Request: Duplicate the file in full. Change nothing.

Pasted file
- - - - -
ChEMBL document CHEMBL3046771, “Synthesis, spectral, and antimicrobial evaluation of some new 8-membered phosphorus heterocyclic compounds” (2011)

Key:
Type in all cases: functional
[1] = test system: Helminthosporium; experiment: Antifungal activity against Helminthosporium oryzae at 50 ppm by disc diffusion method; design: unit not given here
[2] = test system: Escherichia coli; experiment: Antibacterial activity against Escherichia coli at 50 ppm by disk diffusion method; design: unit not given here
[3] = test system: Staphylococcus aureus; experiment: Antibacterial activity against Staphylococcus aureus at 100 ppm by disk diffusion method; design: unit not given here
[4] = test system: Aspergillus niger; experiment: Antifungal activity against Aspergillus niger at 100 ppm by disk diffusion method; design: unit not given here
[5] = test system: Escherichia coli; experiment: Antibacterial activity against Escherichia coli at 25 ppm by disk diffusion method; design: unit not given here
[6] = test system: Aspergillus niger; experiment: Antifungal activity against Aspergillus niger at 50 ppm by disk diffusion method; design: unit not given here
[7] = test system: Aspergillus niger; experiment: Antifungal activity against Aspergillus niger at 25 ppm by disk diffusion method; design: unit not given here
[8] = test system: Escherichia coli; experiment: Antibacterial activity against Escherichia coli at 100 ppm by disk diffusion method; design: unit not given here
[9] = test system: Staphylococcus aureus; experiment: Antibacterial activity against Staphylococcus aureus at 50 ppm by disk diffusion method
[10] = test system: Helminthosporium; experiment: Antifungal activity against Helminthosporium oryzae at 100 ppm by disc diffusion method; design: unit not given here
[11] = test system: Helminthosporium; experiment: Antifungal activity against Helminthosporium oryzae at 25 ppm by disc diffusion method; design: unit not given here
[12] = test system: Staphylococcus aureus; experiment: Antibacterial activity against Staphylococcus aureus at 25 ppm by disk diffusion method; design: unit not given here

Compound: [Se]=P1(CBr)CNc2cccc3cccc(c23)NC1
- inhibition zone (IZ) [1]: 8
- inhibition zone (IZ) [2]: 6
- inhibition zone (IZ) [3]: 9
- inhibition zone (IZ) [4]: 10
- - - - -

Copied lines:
ChEMBL document CHEMBL3046771, “Synthesis, spectral, and antimicrobial evaluation of some new 8-membered phosphorus heterocyclic compounds” (2011)

Key:
Type in all cases: functional
[1] = test system: Helminthosporium; experiment: Antifungal activity against Helminthosporium oryzae at 50 ppm by disc diffusion method; design: unit not given here
[2] = test system: Escherichia coli; experiment: Antibacterial activity against Escherichia coli at 50 ppm by disk diffusion method; design: unit not given here
[3] = test system: Staphylococcus aureus; experiment: Antibacterial activity against Staphylococcus aureus at 100 ppm by disk diffusion method; design: unit not given here
[4] = test system: Aspergillus niger; experiment: Antifungal activity against Aspergillus niger at 100 ppm by disk diffusion method; design: unit not given here
[5] = test system: Escherichia coli; experiment: Antibacterial activity against Escherichia coli at 25 ppm by disk diffusion method; design: unit not given here
[6] = test system: Aspergillus niger; experiment: Antifungal activity against Aspergillus niger at 50 ppm by disk diffusion method; design: unit not given here
[7] = test system: Aspergillus niger; experiment: Antifungal activity against Aspergillus niger at 25 ppm by disk diffusion method; design: unit not given here
[8] = test system: Escherichia coli; experiment: Antibacterial activity against Escherichia coli at 100 ppm by disk diffusion method; design: unit not given here
[9] = test system: Staphylococcus aureus; experiment: Antibacterial activity against Staphylococcus aureus at 50 ppm by disk diffusion method
[10] = test system: Helminthosporium; experiment: Antifungal activity against Helminthosporium oryzae at 100 ppm by disc diffusion method; design: unit not given here
[11] = test system: Helminthosporium; experiment: Antifungal activity against Helminthosporium oryzae at 25 ppm by disc diffusion method; design: unit not given here
[12] = test system: Staphylococcus aureus; experiment: Antibacterial activity against Staphylococcus aureus at 25 ppm by disk diffusion method; design: unit not given here

Compound: [Se]=P1(CBr)CNc2cccc3cccc(c23)NC1
- inhibition zone (IZ) [1]: 8
- inhibition zone (IZ) [2]: 6
- inhibition zone (IZ) [3]: 9
- inhibition zone (IZ) [4]: 10